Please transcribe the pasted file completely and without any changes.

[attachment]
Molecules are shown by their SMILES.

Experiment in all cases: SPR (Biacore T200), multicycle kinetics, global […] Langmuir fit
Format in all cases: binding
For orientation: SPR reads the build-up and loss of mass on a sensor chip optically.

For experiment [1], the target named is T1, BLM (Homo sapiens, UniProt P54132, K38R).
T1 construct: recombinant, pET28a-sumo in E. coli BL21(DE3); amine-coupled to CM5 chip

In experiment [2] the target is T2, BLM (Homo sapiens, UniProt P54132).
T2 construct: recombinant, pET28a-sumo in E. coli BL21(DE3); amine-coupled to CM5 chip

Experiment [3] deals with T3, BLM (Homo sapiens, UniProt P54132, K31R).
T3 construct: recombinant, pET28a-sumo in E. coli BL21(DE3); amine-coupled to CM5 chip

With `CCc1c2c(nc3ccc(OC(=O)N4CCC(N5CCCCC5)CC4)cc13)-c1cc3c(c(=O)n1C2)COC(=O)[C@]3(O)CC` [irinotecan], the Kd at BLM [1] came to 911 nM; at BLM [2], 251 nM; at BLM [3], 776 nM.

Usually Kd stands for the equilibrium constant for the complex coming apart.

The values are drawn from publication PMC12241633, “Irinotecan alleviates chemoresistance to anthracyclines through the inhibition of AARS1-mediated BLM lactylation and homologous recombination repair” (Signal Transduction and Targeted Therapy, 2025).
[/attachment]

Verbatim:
Molecules are shown by their SMILES.

Experiment in all cases: SPR (Biacore T200), multicycle kinetics, global […] Langmuir fit
Format in all cases: binding
For orientation: SPR reads the build-up and loss of mass on a sensor chip optically.

For experiment [1], the target named is T1, BLM (Homo sapiens, UniProt P54132, K38R).
T1 construct: recombinant, pET28a-sumo in E. coli BL21(DE3); amine-coupled to CM5 chip

In experiment [2] the target is T2, BLM (Homo sapiens, UniProt P54132).
T2 construct: recombinant, pET28a-sumo in E. coli BL21(DE3); amine-coupled to CM5 chip

Experiment [3] deals with T3, BLM (Homo sapiens, UniProt P54132, K31R).
T3 construct: recombinant, pET28a-sumo in E. coli BL21(DE3); amine-coupled to CM5 chip

With `CCc1c2c(nc3ccc(OC(=O)N4CCC(N5CCCCC5)CC4)cc13)-c1cc3c(c(=O)n1C2)COC(=O)[C@]3(O)CC` [irinotecan], the Kd at BLM [1] came to 911 nM; at BLM [2], 251 nM; at BLM [3], 776 nM.

Usually Kd stands for the equilibrium constant for the complex coming apart.

The values are drawn from publication PMC12241633, “Irinotecan alleviates chemoresistance to anthracyclines through the inhibition of AARS1-mediated BLM lactylation and homologous recombination repair” (Signal Transduction and Targeted Therapy, 2025).